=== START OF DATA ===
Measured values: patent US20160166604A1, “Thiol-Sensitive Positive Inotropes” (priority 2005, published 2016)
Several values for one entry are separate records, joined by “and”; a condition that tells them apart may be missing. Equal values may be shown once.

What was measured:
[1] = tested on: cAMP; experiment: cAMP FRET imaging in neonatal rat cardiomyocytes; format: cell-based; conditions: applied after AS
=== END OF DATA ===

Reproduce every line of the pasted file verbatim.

Measured values: patent US20160166604A1, “Thiol-Sensitive Positive Inotropes” (priority 2005, published 2016)
Several values for one entry are separate records, joined by “and”; a condition that tells them apart may be missing. Equal values may be shown once.

What was measured:
[1] = tested on: cAMP; experiment: cAMP FRET imaging in neonatal rat cardiomyocytes; format: cell-based; conditions: applied after AS